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Most Memorable Eulogies You've Never Heard Before
Few endeavors are as daunting as writing a eulogy for someone you’ve loved and admired. With that solemn responsibility comes the challenge of capturing a person’s essence and paying tribute to the place they held in the lives of family and friends, and even the world at large.
To inspire your own words of remembrance, we’ve gathered our list of the most memorable eulogies of decades past – remembrances that run the gamut of emotion from laughter to tears, and, ultimately, that celebrate all that endures.
New York Mayor LaGuardia’s eulogy to Nikola Tesla
The name may not be familiar, but Nikola Tesla has gone down in history as one of the most important inventors of all time. Three days after the Serbian-American physicist died in a New York hotel in January 1943, the city’s mayor, Fiorello LaGuardia, read a eulogy live on New York Radio. Hearing that eulogy all these decades later, you can’t help but feel the defiant celebration of Tesla’s life.
“Tesla is not really dead!” said LaGuardia. “Only his poor wasted body has been stilled. The real, the important part of Tesla lives in his achievement, which is great, almost beyond calculation, an integral part of our civilization, of our daily lives.” That work included contributions to the design of the modern alternating current electricity supply system, and, by many accounts, the invention of the radio.
Watch Mayor LaGuardia’s eulogy to Nikola Tesla HERE.
Lee Strasberg’s eulogy to Marilyn Monroe
While she was often cast as a flighty blonde, Marilyn Monroe longed to be treated as a serious actress. Among those who believed in her talents was Actors Studio director Lee Strasberg. When Monroe died of an overdose at the age of 36, Strasberg delivered the eulogy, summing up Monroe as a tragic mixture of untapped greatness and fragile, childlike sensitivity.
While Monroe’s life was in many ways larger-than-life, Strasberg used the eulogy to show the universality of her many frailties. “Others were as physically beautiful as she was,” said Strasberg, “but there was obviously something more in her, something that people saw and recognized in her performances and with which they identified.”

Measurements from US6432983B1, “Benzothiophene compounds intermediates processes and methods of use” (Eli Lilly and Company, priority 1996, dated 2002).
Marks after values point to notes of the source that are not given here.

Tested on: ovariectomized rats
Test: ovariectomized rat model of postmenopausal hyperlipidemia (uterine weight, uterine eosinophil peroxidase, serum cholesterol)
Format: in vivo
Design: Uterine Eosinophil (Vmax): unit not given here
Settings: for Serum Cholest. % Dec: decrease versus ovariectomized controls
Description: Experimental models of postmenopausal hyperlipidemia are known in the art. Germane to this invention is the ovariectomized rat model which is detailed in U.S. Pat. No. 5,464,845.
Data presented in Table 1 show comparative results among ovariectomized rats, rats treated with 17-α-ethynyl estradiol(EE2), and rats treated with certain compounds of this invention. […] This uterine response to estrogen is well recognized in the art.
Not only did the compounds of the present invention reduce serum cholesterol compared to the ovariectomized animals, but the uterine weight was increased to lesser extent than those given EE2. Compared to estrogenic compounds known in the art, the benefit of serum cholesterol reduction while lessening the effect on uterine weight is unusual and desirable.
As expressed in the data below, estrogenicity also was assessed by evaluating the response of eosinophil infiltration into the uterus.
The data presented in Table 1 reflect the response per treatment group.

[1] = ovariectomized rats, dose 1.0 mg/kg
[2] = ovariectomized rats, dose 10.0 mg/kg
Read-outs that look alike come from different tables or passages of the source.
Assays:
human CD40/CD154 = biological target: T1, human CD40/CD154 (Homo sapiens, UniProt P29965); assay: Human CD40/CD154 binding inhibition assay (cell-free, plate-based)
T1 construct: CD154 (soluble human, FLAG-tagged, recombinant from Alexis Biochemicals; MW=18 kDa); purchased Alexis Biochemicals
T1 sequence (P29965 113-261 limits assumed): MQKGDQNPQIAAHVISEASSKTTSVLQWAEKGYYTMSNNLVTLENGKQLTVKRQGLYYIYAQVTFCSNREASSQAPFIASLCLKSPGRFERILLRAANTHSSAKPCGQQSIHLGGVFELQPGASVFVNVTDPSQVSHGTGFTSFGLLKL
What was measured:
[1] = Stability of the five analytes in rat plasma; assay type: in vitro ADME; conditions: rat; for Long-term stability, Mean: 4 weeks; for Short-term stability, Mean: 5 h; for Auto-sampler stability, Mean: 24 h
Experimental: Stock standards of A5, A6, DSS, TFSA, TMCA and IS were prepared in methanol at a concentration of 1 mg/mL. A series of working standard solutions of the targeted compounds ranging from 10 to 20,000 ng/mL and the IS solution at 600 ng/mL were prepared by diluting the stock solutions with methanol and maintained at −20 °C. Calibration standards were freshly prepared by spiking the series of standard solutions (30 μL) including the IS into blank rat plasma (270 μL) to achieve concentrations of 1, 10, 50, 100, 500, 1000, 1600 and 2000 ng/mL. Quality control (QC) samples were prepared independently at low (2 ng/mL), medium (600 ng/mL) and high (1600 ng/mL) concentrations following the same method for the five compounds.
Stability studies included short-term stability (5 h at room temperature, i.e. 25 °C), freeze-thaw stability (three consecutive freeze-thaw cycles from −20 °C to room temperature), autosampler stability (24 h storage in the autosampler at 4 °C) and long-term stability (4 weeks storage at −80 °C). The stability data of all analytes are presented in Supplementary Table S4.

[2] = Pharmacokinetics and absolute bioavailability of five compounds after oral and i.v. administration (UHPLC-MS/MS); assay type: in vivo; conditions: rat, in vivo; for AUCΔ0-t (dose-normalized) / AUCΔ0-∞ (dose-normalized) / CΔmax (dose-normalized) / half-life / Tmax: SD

Watch Lee Strasberg’s eulogy to Marilyn Monroe HERE.
Dick Van Dyke’s eulogy to Stan Laurel
How do you pay tribute to one of your heroes? Actor and comedian Dick Van Dyke often copied the physical comedy of Stan Laurel, of the comedy duo Laurel and Hardy, in his skits. In 1965, Laurel suffered a fatal heart attack, and when his funeral was held at the Forest Lawn-Hollywood Hills Cemetery in Los Angeles, Van Dyke delivered the eulogy.
“But the loss that we had with a man like Stan Laurel is a deep one because there doesn’t seem to be anybody to take his place. He won’t happen again because the world’s a different place now.” Van Dyke ended his eulogy with a poem, “A Prayer for Clowns.”
Watch Dick Van Dyke’s eulogy to Stan Laurel HERE.
Martin Luther King’s eulogy to four Birmingham girls
On Sunday, Sept. 15, 1963, four members of the Ku Klux Klan planted dynamite beneath the front steps of the 16th Baptist Church in Birmingham, Ala. The explosion killed four girls and injured 22 others. Finding words of comfort fell to Rev. Dr. Martin Luther King Jr. In his eulogy, King acknowledges the hardships of life, but promises better days ahead for those who hold tight to faith.
“Life is hard, at times as hard as crucible steel,” said King. “It has its bleak and difficult moments. Like the ever-flowing waters of the river, life has its moments of drought and its moments of flood … and if one will hold on, he will discover that God walks with him and that God is able to lift you from the fatigue of despair to the buoyancy of hope …” More than five decades later, President Obama would look to this speech for guidance in delivering the eulogy to Charleston pastor Clementa Pinckney, one of nine worshippers killed at Emanuel African Methodist Episcopal Church.
Watch Martin Luther King’s eulogy to the four Birmingham girls HERE.
Bob Costas’s eulogy to Mickey Mantle
When Hall of Fame baseball player Mickey Mantle died in 1995 at the age of 63, he left behind decades of hard living. In his eulogy to his childhood hero, sportscaster Bob Costas didn’t shy away from mentioning “the pain that invaded his body and his soul.” But Costas also honored Mantle’s determination to overcome alcoholism and, ultimately, the valiant fight he waged in the last few weeks of his life.
“And then in the end, something remarkable happened,” said Costas, “the way it does for champions. Mickey Mantle rallied. His heart took over, and he had some innings as fine as any in 1956 or with his buddy, Roger, in 1961. But this time he did it in the harsh and trying summer of ’95. And what he did was stunning. The sheer grace of that ninth inning, the total absence of self-pity, the simple eloquence and honesty of his pleas to others to take heed of his mistakes.”
Watch Bob Costa’s eulogy to Mickey Mantle HERE.
What’s the most memorable eulogy you’ve ever heard? Tell us in the comments box below!